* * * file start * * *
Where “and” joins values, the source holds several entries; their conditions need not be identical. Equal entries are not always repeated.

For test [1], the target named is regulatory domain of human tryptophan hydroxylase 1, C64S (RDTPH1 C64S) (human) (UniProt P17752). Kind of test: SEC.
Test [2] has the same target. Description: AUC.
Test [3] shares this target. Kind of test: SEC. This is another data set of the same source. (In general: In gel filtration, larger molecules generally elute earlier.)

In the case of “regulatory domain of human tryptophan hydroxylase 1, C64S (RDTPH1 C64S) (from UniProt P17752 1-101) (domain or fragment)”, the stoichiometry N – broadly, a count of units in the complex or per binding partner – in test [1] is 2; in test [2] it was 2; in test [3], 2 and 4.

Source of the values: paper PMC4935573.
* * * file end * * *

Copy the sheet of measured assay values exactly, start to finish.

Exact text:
Where “and” joins values, the source holds several entries; their conditions need not be identical. Equal entries are not always repeated.

For test [1], the target named is regulatory domain of human tryptophan hydroxylase 1, C64S (RDTPH1 C64S) (human) (UniProt P17752). Kind of test: SEC.
Test [2] has the same target. Description: AUC.
Test [3] shares this target. Kind of test: SEC. This is another data set of the same source. (In general: In gel filtration, larger molecules generally elute earlier.)

In the case of “regulatory domain of human tryptophan hydroxylase 1, C64S (RDTPH1 C64S) (from UniProt P17752 1-101) (domain or fragment)”, the stoichiometry N – broadly, a count of units in the complex or per binding partner – in test [1] is 2; in test [2] it was 2; in test [3], 2 and 4.

Source of the values: paper PMC4935573.